Railroads, in many instances can provide a more efficient way of transportation. For example, in developed countries like Europe or Japan, people can access to almost anywhere, including to or close to even small towns, with railroads and the big cities have extensive metro networks, which are also considered as railroads, from civil engineering point of view. The benefits of railroad vs car transportation are virtually limitless, in terms of economy, environment, speed, efficient use of land and more.
The geometric design concept of railroads, in terms of horizontal and vertical alignment is in principle similar in to road design, with necessary differences and lower tolerances. For example, the cross section is obviously different, and in general railroads curves, grades and superelevation slopes must be less and clearances, and curve transition lengths more than roads. Railroad cars and locomotives are heavy and they impose more loads on the foundations. Not only that but also the vibration must be prevented, which is harder to do especially with faster moving trains. Therefore the foundations of railroads also have stricter requirements. Similarly, bridges that will support railroads, must be made for heavier loads, and smaller movement tolerances than the bridges that will support car and truck traffic. Even for bridges that will support passenger trains, which are shorter, faster and lighter than freight trains, this requirement holds true.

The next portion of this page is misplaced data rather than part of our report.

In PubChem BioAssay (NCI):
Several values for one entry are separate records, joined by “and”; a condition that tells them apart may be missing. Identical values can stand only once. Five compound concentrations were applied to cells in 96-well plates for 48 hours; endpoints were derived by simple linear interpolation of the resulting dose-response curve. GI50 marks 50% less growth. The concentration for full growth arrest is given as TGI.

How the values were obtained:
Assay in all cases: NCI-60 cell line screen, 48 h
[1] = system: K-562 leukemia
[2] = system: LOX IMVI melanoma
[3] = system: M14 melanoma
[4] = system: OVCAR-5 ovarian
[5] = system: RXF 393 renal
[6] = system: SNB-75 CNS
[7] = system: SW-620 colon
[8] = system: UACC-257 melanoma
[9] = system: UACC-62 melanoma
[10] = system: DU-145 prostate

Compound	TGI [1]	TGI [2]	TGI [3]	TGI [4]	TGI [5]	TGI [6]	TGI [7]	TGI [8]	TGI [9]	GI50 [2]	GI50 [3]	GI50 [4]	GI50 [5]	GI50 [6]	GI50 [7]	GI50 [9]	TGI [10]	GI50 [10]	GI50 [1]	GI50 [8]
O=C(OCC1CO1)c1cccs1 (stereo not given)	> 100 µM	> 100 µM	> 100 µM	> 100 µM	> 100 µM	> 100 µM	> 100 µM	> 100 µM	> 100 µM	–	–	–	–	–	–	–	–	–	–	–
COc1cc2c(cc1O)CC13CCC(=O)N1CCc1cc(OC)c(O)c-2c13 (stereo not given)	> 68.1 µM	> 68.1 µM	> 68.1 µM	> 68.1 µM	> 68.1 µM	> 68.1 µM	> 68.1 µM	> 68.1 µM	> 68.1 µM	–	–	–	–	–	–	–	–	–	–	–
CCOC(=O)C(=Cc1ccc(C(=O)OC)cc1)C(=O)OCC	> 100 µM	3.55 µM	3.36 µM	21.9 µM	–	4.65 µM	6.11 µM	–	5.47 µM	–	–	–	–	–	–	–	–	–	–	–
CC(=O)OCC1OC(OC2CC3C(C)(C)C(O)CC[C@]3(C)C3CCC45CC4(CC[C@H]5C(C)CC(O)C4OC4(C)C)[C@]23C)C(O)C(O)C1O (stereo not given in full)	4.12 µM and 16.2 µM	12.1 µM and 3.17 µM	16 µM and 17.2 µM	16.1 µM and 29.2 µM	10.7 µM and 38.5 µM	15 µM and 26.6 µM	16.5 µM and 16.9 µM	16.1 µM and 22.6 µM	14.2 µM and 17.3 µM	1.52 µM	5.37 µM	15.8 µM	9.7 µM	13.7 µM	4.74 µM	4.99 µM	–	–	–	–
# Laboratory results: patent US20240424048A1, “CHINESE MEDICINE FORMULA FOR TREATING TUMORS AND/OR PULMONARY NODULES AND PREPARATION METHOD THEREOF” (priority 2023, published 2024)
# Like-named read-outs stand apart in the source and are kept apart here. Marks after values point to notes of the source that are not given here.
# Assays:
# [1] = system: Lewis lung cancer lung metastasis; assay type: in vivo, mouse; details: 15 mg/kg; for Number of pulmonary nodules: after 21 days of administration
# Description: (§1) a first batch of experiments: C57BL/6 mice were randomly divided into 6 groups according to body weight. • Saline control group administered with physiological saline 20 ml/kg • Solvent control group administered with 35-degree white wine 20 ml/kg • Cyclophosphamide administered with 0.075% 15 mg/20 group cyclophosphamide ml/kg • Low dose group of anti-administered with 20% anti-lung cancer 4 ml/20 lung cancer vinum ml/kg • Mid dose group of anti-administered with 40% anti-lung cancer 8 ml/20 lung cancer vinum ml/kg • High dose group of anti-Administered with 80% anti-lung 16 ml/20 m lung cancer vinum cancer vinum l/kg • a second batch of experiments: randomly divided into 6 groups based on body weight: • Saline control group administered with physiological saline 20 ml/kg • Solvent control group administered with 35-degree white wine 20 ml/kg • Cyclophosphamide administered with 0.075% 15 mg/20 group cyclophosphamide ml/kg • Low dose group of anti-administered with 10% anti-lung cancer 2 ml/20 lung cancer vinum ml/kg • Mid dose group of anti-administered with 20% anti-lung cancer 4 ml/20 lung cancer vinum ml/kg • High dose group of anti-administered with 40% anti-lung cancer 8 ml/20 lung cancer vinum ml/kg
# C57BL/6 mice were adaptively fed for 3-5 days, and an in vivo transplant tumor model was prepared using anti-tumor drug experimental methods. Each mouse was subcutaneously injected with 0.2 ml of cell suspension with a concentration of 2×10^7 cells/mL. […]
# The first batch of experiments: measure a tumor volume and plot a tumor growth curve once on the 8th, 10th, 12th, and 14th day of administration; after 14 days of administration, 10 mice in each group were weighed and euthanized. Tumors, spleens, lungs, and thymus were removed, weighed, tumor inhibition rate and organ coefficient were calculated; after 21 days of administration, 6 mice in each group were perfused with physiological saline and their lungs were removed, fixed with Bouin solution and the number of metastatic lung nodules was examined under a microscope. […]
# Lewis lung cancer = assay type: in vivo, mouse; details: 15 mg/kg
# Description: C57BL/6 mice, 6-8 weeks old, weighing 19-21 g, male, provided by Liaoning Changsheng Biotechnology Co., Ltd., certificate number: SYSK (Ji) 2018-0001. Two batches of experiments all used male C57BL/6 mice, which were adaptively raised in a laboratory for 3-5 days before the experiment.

Similar to road subgrades, railroad subgrades must also be made from granular materials by compacting them. We will cover more on this topic later.
In the next post, we will talk about considerations that come into play when designing railroads.